Thank you to all of her friends and family who were there to support her during these difficult times. Phyllis is now, finally, pain free and in a better place. She was loved dearly and will be greatly missed. Interment took place in Los Angeles.
Gwen Centre Creative Living Centre celebrates 35th anniversary
By BERNIE BELLAN Over 100 individuals gathered at the Gwen Secter Centre on Tuesday evening, July 18 – under the big top that serves as the venue for the summer series of outdoor concerts that is now in its third year at the centre.
The occasion was the celebration of the Gwen Secter Centre’s 35th anniversary. It was also an opportunity to honour the memory of Sophie Shinewald, who passed away at the age of 106 in 2019, but who, as recently as 2018, was still a regular attendee at the Gwen Secter Centre.
As Gwen Secter Executive Director Becky Chisick noted in her remarks to the audience, Sophie had been volunteering at the Gwen Secter Centre for years – answering the phone among other duties. Becky remarked that Sophie’s son, Ed Shinewald, had the phone number for the Gwen Secter Centre stored in his phone as “Mum’s work.”
Remarks were also delivered by Raquel Dancho, Member of Parliament for Kildonan-St. Paul, who was the only representative of any level of government in attendance. (How times have changed: I remember well the steadfast support the former Member of the Legislature for St. John’s, Gord Mackintosh, showed the Gwen Secter Centre when it was perilously close to being closed down. And, of course, for years, the area in which the Gwen Secter Centre is situated was represented by the late Saul Cherniack.)
Sophie Shinewald’s granddaughter, Alix (who flew in from Chicago), represented the Shinewald family at the event. (Her brother, Benjamin, who lives in Ottawa, wasn’t able to attend, but he sent a pre-recorded audio message that was played for the audience.)
Musical entertainment for the evening was provided by a group of talented singers, led by Julia Kroft. Following the concert, attendees headed inside to partake of a sumptuous assortment of pastries, all prepared by the Gwen Secter culinary staff. (And, despite my asking whether I could take a doggy bag home, I was turned down.)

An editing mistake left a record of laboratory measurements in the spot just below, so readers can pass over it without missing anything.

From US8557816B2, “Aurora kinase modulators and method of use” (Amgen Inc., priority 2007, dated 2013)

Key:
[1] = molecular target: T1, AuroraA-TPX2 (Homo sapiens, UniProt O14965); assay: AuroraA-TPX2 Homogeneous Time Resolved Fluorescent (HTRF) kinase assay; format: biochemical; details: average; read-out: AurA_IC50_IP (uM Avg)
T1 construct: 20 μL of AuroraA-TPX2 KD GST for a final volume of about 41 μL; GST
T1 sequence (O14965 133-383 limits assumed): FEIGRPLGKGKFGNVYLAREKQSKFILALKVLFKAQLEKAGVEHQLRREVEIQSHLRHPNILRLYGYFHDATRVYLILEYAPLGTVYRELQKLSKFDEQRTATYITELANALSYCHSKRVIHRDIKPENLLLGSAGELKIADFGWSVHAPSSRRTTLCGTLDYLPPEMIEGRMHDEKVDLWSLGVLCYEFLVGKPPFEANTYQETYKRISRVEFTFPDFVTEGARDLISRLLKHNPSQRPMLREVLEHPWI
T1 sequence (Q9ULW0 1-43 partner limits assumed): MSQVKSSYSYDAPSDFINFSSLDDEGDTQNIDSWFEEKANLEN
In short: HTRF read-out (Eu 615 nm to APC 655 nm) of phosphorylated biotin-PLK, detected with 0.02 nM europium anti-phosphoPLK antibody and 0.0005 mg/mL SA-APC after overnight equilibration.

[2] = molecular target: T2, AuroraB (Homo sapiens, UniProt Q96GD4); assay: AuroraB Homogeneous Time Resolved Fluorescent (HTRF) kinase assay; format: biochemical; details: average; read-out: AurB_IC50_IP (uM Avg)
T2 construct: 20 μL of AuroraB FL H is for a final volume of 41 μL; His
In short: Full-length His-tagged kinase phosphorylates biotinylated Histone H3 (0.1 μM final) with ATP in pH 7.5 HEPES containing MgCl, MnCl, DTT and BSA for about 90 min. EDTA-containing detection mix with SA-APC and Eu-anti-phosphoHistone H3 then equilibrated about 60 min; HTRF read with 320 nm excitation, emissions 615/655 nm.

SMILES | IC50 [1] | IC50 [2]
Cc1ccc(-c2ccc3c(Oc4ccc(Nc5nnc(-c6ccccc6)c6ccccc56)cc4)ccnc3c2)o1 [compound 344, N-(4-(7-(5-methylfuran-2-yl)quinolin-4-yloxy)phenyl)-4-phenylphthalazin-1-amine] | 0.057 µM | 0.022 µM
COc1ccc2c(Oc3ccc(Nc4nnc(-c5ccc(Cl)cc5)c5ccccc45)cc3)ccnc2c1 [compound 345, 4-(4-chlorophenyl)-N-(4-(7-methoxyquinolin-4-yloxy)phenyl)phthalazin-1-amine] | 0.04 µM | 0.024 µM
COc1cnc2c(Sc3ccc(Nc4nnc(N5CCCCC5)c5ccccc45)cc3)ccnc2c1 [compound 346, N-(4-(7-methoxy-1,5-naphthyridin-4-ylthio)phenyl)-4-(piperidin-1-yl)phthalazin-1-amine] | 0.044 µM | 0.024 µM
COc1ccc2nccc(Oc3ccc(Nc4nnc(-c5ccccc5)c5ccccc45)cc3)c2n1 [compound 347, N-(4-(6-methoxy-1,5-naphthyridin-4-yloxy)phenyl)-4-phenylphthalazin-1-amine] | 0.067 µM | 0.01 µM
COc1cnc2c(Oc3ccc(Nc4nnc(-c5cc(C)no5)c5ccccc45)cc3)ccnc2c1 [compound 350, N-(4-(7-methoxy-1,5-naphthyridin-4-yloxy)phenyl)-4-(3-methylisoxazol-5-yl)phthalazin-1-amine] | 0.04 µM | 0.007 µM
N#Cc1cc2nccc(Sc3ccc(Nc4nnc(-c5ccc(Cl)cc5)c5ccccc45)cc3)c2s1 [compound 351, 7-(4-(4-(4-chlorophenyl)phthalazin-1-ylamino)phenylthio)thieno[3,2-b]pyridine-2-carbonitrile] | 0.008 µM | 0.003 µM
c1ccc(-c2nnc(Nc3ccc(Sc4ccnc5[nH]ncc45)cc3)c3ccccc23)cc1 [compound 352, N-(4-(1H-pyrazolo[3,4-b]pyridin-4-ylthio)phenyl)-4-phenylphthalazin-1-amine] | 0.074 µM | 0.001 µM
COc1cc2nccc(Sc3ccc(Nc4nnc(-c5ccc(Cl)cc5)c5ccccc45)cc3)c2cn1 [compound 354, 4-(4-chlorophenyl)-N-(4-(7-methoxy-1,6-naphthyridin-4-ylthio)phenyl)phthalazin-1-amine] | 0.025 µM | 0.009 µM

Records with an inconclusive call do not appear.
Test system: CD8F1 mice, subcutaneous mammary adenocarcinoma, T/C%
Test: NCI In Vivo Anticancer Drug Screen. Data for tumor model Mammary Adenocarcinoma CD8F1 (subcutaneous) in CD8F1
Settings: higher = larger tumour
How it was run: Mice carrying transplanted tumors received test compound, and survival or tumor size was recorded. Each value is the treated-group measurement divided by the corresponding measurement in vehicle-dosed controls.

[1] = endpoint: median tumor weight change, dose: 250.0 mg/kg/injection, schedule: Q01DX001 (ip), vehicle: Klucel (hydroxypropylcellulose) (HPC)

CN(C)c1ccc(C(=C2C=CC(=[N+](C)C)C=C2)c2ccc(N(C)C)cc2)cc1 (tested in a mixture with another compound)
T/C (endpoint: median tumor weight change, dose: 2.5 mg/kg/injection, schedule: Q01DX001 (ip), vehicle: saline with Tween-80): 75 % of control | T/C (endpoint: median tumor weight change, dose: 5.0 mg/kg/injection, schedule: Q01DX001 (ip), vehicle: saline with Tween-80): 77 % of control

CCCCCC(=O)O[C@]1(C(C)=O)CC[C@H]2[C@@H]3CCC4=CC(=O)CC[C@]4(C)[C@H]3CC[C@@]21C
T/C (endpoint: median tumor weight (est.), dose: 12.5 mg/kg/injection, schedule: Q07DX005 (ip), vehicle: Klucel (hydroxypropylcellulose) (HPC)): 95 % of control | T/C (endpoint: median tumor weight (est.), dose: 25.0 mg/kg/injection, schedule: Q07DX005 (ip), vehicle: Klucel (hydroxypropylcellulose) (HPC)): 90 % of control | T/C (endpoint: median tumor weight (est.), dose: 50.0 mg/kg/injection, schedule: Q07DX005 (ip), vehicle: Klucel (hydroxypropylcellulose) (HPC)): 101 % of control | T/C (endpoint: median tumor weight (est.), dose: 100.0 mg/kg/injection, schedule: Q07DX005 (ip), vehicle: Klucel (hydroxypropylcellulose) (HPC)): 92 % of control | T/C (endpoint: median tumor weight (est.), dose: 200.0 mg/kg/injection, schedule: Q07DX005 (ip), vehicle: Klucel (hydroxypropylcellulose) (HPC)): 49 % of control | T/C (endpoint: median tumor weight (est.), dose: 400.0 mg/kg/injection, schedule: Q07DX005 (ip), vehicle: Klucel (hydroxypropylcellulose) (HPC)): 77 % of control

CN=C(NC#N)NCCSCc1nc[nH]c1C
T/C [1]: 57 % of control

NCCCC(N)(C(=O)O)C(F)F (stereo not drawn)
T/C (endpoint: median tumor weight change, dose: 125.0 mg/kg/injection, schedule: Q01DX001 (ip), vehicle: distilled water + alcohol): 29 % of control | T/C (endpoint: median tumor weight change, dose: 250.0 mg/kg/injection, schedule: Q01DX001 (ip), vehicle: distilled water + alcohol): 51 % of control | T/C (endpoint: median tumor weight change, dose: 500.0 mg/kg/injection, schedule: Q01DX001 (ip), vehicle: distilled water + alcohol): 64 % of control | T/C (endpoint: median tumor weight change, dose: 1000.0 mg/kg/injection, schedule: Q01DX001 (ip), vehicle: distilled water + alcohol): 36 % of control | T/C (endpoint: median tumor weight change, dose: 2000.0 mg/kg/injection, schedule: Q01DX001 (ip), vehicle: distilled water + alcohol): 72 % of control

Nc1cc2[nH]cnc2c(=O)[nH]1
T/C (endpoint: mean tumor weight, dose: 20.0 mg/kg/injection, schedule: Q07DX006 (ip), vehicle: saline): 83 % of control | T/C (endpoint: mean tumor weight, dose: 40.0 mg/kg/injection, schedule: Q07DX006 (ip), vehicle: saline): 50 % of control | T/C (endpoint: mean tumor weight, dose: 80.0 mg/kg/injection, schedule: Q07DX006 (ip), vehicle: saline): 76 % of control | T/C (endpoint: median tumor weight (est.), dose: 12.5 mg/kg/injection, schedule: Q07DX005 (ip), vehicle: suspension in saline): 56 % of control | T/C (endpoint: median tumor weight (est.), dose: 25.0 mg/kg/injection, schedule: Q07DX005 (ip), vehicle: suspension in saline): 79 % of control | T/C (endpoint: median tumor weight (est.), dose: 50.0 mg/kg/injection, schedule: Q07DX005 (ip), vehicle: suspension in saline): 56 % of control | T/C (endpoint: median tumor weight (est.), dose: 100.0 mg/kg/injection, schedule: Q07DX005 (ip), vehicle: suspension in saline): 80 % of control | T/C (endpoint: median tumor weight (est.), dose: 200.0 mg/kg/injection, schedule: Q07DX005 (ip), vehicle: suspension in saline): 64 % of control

Palestinian gunmen kill 4 Israelis in West Bank gas station
This is a developing story.
(JTA) — Palestinian gunmen killed four people and wounded four in a terror attack at a gas station near the West Bank settlement of Eli, the Israeli army reported.
An Israeli civilian returning fire at the scene of the attack on Tuesday killed one of the attackers, who emerged from a vehicle, and two others fled.
Kan, Israel’s public broadcaster, said one of those wounded was in serious condition. The gunmen, while in the vehicle, shot at a guard post at the entry to the settlement, and then continued to the gas station which is also the site of a snack bar. A nearby yeshiva went into lockdown.
Israeli Defense Minister Yoav Gallant announced plans to convene a briefing with top security officials within hours of the attack. Kan reported that there were celebrations of the killing in major West Bank cities and in the Gaza Strip, initiated by terrorist groups Hamas and Palestinian Islamic Jihad. Hamas said the shooting attack Tuesday was triggered by the Jenin raid.
The shooting comes as tensions intensify in the West Bank. A day earlier, Israeli troops raiding the city of Jenin to arrest accused terrorists killed five people.
The Biden administration spoke out over the weekend against Israel’s plans to build 4,000 new housing units for Jewish settlers in the West Bank. Israeli Prime Minister Benjamin Netanyahu also finalized plans to transfer West Bank building decisions to Bezalel Smotrich, the extremist who is the finance minister. Smotrich has said he wants to limit Palestinian building and expand settlement building.
Kan reported that the dead terrorist was a resident of a village, Urif, close to Huwara, the Palestinian town where terrorists killed two Israeli brothers driving through in February. Settlers retaliated by raiding the village and burning cars and buildings.